Flourless Butternut Squash Loaf

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I roll out of bed each day thinking about food. I love starting my day with cooked cinnamon banana steel cut oatmeal, boiled egg on avocado toast, any of Nature Path’s gluten free cereal with Califia almond milk, and of course organic decaffeinated green tea. Ever since I started eating and living a healthier lifestyle, I’ve been interested in incorporating what I learn about “green food” in baking: such as looking for recipes that are naturally sweetened, gluten free, and focused on vegetables or fruits as main ingredients instead of butter, sugar, and dairy.

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People always ask me if I’m vegan or on a constant “diet” but the truth is I don’t follow a specific lifestyle because I love eating healthy whole foods and enjoy everything in moderation. Nothing gets me more excited than plant-based recipes like wholesome salads made with seasonal ingredients, fish or lean meats, beans, and nuts. Eating this way gives me a better body image and makes me feel great inside out. Don’t get me wrong, I still love eating cakes, cookies, and ice cream in small quantities but I’m more mindful about the quality of food that I put in my body everyday.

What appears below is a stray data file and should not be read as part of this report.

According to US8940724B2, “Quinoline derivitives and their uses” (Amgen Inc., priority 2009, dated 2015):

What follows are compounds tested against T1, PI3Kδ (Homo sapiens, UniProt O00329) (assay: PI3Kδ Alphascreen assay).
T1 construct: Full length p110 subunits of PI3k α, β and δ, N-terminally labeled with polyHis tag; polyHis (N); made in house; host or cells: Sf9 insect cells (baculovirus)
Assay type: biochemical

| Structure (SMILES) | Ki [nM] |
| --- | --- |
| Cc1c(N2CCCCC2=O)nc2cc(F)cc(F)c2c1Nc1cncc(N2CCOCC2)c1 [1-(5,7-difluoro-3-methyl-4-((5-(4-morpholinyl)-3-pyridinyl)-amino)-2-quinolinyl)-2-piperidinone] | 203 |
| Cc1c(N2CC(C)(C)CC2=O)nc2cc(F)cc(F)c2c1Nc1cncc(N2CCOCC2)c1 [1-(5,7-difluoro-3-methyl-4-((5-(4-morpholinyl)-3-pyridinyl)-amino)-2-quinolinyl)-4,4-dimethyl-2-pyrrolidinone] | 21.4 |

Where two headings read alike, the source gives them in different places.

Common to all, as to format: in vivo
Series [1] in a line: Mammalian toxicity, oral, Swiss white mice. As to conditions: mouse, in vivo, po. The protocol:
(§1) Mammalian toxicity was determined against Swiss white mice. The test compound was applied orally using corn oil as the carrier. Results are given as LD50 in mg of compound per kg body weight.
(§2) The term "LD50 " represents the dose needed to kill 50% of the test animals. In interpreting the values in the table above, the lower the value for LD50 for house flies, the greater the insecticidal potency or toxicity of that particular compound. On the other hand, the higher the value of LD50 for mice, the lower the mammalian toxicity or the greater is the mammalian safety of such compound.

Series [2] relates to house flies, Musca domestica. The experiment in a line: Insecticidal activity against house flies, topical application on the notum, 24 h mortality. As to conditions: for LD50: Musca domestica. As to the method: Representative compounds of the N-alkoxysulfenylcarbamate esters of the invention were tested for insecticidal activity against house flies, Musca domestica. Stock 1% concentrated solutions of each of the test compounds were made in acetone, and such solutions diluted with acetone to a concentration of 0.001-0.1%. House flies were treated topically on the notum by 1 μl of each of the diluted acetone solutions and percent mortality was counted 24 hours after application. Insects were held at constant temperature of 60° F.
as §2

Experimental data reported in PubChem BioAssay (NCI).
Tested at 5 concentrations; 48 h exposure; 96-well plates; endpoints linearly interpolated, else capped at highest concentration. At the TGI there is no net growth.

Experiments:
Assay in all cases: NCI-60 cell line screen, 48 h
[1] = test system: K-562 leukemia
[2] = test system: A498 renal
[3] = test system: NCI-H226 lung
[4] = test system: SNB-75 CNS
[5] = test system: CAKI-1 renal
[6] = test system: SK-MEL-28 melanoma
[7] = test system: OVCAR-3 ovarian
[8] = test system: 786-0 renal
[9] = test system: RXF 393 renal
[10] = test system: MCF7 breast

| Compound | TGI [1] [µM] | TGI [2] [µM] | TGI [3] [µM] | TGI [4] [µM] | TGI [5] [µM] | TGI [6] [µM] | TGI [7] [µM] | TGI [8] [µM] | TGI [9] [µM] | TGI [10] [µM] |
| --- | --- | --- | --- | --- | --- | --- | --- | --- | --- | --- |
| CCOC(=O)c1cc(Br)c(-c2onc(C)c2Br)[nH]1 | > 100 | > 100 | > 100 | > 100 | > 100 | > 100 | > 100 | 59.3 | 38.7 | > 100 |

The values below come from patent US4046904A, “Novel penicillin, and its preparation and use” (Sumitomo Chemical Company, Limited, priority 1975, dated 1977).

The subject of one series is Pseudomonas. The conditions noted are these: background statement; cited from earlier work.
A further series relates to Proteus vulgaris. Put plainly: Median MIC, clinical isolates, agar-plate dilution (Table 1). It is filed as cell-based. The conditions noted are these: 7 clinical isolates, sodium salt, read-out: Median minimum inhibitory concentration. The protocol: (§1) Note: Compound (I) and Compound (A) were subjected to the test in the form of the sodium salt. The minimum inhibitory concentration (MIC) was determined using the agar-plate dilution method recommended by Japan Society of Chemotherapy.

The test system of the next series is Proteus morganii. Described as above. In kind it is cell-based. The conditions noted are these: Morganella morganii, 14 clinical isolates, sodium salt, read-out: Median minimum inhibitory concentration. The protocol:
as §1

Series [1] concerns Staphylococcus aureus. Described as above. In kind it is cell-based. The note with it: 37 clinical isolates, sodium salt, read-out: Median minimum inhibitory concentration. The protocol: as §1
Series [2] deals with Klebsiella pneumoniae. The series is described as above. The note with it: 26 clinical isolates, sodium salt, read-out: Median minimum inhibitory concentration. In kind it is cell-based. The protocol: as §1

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This butternut squash loaf is a new favorite and totally guilt-less. It’s made with pureed squash, honey, ground almonds, oat flour, eggs, and cinnamon– basically everything that’s good for you! I love eating a slice in the morning or as an afternoon snack with a tiny sliver of butter or jam.